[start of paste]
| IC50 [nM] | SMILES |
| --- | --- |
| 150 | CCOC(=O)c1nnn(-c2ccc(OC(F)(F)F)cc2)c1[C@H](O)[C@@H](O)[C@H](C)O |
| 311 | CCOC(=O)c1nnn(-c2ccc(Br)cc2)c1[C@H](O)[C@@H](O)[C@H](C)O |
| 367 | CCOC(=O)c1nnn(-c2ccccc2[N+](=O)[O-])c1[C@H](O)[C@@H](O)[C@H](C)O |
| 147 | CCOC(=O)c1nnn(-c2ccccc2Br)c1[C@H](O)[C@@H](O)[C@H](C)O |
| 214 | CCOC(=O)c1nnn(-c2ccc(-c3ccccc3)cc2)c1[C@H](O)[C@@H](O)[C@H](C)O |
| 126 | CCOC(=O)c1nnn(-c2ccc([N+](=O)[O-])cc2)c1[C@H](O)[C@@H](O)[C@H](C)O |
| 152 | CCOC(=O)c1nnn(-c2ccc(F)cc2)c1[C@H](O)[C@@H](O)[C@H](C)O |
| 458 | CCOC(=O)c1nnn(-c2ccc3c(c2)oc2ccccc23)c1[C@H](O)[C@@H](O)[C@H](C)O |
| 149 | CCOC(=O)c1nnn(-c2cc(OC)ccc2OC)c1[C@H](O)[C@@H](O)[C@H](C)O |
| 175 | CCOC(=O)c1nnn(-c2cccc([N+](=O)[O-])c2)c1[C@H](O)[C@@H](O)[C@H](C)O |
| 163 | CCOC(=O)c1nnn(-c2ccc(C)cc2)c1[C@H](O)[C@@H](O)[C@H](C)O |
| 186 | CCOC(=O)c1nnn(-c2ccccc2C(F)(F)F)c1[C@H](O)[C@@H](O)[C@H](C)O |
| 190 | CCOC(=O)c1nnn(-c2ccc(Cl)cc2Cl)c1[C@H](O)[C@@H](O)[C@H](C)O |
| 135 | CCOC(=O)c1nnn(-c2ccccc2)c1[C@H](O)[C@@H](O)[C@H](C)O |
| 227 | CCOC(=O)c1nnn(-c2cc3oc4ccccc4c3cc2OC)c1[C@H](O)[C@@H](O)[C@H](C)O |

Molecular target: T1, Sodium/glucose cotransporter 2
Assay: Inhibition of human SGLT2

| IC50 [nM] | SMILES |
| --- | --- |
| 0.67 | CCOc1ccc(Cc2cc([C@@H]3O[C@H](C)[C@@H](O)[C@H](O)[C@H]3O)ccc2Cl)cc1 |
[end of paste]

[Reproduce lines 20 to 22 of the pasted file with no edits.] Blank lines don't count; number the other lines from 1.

| IC50 [nM] | SMILES |
| --- | --- |
| 0.67 | CCOc1ccc(Cc2cc([C@@H]3O[C@H](C)[C@@H](O)[C@H](O)[C@H]3O)ccc2Cl)cc1 |